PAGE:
With so many people taking their cues from the movies on what a future with artificial intelligence will look like, some who fear one day having robotic overlords will be heartened by research that Google is doing.
Google DeepMind, a London-based artificial intelligence company that Google acquired in 2014, is working on what will be a kill switch for robots and other A.I. systems.
The idea is that one day a smart machine might be able to override its own off button. If that’s the case, then humans would need another way to gain the upper hand.
“If an agent is operating in real-time under human supervision, now and then it may be necessary for a human operator to press the big red button to prevent the agent from continuing a harmful sequence of actions -- harmful either for the agent or for the environment,” researchers wrote in a paper posted on the Machine Intelligence Research Institute website. “However, if the learning agent… learns in the long run to avoid such interruptions, for example by disabling the red button, it is an undesirable outcome.”
The paper was co-written by Laurent Orseau, a research scientist with Google Deep Mind, and Stuart Armstrong, a researcher with the Future of Humanity Institute at the University of Oxford in the U.K.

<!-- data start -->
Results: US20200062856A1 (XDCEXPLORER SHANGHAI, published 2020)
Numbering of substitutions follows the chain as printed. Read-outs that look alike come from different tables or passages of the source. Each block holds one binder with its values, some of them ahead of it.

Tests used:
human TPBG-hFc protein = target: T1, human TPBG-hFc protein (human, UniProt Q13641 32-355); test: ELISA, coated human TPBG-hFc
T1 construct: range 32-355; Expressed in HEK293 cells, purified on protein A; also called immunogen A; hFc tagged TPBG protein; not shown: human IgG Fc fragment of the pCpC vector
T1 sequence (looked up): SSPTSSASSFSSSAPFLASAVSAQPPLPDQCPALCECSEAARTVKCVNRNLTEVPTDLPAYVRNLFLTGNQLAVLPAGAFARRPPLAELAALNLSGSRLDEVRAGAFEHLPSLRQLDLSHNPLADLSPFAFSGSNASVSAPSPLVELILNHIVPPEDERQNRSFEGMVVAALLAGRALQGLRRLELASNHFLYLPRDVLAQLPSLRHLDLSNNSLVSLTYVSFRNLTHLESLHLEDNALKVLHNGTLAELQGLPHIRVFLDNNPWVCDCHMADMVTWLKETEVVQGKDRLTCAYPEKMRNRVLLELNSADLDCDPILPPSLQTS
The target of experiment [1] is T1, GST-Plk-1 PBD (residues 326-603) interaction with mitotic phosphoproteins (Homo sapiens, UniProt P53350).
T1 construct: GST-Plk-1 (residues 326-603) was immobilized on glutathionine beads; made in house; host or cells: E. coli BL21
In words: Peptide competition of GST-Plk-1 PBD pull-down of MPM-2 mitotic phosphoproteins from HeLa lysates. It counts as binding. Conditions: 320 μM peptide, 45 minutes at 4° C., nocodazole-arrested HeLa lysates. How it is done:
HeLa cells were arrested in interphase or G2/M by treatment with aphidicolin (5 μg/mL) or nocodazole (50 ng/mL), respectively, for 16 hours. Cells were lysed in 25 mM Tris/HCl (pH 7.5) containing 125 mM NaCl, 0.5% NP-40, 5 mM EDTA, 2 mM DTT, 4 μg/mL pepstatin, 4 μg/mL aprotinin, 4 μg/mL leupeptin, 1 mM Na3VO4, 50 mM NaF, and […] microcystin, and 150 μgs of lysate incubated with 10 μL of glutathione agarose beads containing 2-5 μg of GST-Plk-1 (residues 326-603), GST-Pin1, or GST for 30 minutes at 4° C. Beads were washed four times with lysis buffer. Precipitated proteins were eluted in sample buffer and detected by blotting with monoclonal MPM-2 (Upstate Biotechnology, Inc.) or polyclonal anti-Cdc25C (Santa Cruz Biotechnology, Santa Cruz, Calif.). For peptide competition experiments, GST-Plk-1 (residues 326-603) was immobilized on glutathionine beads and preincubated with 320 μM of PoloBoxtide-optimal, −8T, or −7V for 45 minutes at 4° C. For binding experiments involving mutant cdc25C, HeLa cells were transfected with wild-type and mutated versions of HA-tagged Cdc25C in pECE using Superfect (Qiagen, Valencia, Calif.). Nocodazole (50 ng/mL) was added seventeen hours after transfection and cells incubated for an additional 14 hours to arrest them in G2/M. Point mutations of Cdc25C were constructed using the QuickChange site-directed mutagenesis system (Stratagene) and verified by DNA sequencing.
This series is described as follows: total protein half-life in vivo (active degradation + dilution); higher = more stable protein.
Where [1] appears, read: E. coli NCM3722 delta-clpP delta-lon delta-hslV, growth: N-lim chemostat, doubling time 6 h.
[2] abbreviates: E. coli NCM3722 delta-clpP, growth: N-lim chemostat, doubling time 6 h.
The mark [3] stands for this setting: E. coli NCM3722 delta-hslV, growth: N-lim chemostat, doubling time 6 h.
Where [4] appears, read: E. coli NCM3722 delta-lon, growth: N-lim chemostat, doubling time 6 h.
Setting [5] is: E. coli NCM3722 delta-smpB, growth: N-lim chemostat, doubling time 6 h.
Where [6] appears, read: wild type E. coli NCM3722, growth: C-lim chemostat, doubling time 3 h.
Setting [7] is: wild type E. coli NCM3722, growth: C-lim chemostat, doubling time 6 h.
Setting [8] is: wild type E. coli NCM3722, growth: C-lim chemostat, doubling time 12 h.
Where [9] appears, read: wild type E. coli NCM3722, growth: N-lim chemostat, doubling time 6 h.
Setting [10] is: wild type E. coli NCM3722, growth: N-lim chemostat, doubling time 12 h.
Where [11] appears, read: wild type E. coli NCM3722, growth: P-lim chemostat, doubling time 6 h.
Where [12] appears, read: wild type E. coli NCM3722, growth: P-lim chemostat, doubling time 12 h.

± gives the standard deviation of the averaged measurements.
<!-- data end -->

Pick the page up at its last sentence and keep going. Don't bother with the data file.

The researchers are looking for ways to keep a machine from learning about human interventions and stopping them from happening.
It’s an interesting, and possibly critical, step for researchers to take given the popular fears surrounding artificial intelligence.
With many getting their ideas for a robotic future from movies like 2001: A Space Odyssey, The Terminator, I, Robot and the TV show Battlestar Galactica, some envision a future where the machines are in charge and people are their slaves.
It’s not a pretty picture and it has many people, even high-tech entrepreneur Elon Musk and renowned physicist Steven Hawking, anxious about what awaits humans in a future where smart machines are increasingly involved in people’s lives.
Hawking went so far as to say, “The development of full artificial intelligence could spell the end of the human race."
Google’s kill switch research is more than technology to placate the frightened masses, but may also be well-timed.
“The timing is right for this to be discussed as the architectures for A.I. and autonomous machines are being laid right now,” said Patrick Moorhead, an analyst with Moor Insights & Strategy. “It would be like designing a car and only afterwards creating the ABS and braking system. The kill switch needs to be designed into the overall system. Otherwise, it is open to security issues and maybe even the machines trying to circumvent the kill.”
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